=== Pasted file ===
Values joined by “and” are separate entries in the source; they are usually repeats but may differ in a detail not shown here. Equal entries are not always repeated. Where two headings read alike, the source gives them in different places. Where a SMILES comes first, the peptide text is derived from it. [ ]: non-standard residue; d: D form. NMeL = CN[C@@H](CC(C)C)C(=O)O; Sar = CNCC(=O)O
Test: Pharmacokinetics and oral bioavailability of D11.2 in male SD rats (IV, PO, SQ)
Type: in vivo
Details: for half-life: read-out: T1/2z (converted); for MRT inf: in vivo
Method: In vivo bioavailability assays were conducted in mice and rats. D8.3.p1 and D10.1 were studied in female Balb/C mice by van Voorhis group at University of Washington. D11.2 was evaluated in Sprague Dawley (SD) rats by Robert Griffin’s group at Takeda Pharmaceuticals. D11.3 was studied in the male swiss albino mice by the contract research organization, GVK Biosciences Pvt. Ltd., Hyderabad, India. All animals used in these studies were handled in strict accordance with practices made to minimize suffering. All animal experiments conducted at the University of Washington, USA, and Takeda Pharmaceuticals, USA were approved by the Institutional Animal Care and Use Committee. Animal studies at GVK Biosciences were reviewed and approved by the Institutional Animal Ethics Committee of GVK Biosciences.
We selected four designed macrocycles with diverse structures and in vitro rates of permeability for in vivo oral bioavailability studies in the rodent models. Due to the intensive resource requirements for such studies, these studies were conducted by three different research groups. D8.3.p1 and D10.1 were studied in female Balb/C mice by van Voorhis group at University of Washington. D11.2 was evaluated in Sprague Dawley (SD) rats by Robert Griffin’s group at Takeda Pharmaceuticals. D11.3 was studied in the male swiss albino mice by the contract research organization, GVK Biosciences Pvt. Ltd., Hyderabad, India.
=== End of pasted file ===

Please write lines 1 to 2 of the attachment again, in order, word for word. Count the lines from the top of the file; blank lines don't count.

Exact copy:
Values joined by “and” are separate entries in the source; they are usually repeats but may differ in a detail not shown here. Equal entries are not always repeated. Where two headings read alike, the source gives them in different places. Where a SMILES comes first, the peptide text is derived from it. [ ]: non-standard residue; d: D form. NMeL = CN[C@@H](CC(C)C)C(=O)O; Sar = CNCC(=O)O
Test: Pharmacokinetics and oral bioavailability of D11.2 in male SD rats (IV, PO, SQ)